Speed Reads

World Cup

How the U.S. men's soccer team can still advance in the World Cup

Had the U.S. men's soccer team beaten Portugal Sunday, the Americans would have locked up a spot in the second round of the World Cup. They settled for a draw. And though the U.S. is still favored to escape Group G, there are a number of possible outcomes.

The U.S. will automatically advance with a win or a draw against Germany. Germany will also move on with a win or a draw, which is why there's some speculation both teams will park the bus and settle for a symbiotic stalemate.

If the U.S. loses, it can still advance, but the path to do so would be much trickier. In the event of a loss, the U.S. would advance if Portugal and Ghana tie, or if one team wins but still winds up behind the U.S. on a tiebreaker. As for tiebreakers, they go, in order: goal differential, goals scored, and then head-to-head results.

On goal differential, the U.S. is at +1, followed by Ghana (-1) and Portugal (-4.) So, assuming a U.S. loss, Ghana would need to win and pick up a net +3 in goal differential relative to the Americans — i.e. the U.S. loses 1-0, while Ghana wins 2-0 — to advance outright. If Ghana wins but only evens the goal differential, it will come down to goals scored, where the U.S. currently has a one-goal edge. If the teams finish with the same number of goals scored, the U.S. will squeak through because they won their match with Ghana.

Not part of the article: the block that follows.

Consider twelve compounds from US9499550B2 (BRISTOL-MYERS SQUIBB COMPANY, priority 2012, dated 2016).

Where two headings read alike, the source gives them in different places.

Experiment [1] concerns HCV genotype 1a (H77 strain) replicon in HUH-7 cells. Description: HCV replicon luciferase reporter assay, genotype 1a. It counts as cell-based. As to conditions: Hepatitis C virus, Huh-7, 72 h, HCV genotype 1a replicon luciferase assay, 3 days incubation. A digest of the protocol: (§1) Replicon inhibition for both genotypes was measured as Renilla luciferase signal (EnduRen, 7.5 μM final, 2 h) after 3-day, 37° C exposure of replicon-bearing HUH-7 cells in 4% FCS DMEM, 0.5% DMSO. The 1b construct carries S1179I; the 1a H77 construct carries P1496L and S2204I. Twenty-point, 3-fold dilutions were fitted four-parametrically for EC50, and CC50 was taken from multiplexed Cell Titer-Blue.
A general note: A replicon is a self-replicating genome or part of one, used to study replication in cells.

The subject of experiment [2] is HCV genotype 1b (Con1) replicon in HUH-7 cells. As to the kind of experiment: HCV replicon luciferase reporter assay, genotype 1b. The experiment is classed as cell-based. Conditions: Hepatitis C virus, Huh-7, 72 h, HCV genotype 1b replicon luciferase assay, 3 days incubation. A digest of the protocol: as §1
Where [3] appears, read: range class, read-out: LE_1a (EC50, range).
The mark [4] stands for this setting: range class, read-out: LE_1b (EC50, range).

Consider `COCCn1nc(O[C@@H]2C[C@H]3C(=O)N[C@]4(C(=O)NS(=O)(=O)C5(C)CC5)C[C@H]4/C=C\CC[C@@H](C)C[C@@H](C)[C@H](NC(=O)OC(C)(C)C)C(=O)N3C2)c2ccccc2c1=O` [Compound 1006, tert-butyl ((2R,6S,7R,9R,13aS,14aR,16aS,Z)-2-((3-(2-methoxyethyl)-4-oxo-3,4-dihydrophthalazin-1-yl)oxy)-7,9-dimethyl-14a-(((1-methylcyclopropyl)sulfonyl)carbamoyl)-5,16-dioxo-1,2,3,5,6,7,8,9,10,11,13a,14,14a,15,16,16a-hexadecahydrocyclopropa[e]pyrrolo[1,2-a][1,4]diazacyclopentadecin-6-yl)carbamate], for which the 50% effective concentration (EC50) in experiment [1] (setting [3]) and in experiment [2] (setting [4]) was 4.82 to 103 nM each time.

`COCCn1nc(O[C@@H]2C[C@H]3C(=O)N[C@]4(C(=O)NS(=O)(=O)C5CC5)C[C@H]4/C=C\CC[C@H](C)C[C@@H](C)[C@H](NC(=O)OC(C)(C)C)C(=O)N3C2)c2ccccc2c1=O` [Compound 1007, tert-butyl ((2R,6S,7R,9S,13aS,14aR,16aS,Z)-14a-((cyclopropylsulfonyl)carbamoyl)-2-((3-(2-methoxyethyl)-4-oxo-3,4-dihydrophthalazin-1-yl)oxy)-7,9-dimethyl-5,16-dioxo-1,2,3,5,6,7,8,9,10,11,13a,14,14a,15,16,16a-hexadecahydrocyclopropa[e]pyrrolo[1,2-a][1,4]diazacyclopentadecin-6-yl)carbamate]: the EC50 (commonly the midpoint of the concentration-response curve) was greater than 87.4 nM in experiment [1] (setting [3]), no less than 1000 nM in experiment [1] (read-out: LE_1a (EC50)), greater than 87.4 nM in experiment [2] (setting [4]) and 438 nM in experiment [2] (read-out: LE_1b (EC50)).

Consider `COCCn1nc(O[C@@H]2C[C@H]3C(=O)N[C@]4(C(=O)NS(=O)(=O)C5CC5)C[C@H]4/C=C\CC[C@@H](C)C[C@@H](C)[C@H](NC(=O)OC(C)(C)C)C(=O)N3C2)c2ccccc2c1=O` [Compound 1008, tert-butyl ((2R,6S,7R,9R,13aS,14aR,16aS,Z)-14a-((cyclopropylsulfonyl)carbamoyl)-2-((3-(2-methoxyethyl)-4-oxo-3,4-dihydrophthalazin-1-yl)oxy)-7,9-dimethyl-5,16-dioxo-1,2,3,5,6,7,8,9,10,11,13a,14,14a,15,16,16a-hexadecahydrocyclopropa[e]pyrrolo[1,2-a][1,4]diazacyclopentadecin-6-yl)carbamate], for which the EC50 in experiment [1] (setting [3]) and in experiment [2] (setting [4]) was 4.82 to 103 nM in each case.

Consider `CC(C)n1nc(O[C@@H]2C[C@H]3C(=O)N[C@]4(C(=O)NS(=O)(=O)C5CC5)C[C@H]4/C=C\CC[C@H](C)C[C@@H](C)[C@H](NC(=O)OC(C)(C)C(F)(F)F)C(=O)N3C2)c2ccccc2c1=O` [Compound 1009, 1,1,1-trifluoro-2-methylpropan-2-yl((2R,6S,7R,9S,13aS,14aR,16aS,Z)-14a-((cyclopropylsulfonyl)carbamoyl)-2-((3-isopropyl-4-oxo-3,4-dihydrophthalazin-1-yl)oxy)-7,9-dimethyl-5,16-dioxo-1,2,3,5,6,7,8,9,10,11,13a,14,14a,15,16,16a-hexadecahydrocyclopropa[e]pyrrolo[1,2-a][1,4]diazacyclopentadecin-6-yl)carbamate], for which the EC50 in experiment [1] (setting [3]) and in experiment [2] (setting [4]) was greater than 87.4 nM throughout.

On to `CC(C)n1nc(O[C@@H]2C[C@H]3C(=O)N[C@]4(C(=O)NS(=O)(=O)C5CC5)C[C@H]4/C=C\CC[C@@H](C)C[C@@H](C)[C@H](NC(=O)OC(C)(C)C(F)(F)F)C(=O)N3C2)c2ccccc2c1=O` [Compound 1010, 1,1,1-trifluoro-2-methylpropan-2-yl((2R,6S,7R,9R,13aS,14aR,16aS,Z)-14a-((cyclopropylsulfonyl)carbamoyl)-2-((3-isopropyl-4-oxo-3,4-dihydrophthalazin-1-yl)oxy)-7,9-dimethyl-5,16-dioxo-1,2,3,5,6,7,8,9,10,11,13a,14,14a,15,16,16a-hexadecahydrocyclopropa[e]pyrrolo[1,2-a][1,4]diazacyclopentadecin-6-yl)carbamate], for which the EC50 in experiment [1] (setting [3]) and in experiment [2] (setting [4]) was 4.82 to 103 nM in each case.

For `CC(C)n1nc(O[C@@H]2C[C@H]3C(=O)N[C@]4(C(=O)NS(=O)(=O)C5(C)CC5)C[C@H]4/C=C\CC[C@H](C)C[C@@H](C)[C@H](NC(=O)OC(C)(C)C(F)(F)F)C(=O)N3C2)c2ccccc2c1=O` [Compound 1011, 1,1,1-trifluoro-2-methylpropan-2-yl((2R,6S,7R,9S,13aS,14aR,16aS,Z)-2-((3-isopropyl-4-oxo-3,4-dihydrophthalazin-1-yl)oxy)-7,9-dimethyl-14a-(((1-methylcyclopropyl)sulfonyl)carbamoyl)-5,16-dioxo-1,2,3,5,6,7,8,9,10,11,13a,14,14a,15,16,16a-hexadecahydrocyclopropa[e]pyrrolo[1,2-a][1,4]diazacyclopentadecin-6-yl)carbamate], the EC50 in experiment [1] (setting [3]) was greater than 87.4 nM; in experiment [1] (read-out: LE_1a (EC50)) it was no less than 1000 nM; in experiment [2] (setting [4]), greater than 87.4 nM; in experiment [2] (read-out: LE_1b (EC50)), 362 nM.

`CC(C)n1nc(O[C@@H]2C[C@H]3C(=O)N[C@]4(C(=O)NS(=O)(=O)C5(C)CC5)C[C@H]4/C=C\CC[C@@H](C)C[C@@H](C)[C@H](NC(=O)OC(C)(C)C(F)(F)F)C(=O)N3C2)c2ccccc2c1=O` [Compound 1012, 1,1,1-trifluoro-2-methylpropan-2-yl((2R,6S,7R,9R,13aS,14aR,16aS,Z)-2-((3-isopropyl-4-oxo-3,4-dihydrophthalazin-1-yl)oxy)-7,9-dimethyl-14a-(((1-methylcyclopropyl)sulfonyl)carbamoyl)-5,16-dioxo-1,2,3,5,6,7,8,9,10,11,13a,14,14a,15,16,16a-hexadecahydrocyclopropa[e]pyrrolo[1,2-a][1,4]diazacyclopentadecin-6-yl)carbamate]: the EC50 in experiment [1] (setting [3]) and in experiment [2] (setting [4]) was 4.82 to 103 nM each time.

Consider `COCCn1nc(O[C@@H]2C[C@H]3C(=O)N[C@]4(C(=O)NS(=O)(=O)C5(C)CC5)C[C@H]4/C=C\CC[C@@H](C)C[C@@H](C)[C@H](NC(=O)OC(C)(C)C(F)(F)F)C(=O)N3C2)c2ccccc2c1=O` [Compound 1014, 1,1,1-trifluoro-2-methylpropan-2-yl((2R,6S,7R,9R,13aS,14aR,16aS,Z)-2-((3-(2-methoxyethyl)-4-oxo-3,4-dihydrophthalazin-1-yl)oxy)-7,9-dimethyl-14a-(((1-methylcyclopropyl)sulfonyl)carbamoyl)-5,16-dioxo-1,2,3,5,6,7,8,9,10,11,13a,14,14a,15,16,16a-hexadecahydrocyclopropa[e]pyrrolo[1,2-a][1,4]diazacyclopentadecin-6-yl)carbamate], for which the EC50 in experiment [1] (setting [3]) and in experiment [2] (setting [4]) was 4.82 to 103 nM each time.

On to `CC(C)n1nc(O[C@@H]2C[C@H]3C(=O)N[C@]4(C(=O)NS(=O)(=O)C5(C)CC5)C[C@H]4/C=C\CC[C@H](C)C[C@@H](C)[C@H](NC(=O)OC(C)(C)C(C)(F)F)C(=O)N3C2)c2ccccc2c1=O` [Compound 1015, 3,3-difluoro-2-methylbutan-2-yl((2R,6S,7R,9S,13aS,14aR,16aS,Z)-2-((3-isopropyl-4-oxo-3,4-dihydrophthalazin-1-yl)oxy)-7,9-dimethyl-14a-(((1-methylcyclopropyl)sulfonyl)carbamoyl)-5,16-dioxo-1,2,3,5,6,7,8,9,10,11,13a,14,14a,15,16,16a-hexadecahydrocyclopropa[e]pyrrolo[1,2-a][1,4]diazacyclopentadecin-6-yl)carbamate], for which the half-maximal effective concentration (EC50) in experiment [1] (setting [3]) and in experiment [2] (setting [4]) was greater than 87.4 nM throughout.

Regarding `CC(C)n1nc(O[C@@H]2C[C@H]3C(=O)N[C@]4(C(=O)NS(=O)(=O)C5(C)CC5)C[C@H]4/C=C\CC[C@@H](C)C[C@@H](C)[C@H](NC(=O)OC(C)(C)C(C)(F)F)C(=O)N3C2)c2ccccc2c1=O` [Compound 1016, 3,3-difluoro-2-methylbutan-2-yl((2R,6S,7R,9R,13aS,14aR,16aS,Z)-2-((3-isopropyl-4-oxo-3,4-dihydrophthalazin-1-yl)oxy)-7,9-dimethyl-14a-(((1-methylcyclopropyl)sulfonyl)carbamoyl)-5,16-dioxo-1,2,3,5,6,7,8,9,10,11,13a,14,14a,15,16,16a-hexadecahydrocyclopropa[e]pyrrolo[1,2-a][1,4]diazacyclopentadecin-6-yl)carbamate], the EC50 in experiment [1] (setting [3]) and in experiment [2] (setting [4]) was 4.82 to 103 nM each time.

As for Portugal, it would have to win and pick up a net +5 in goal differential relative to the U.S. to advance outright, or pick up +4 in goal differential while also netting at least three more goals than the Americans. Basically, it needs a blowout win and a blowout U.S. defeat to sneak through.

All four teams play at noon Thursday. If your coworkers disappear for a two-hour-long lunch, that might be why.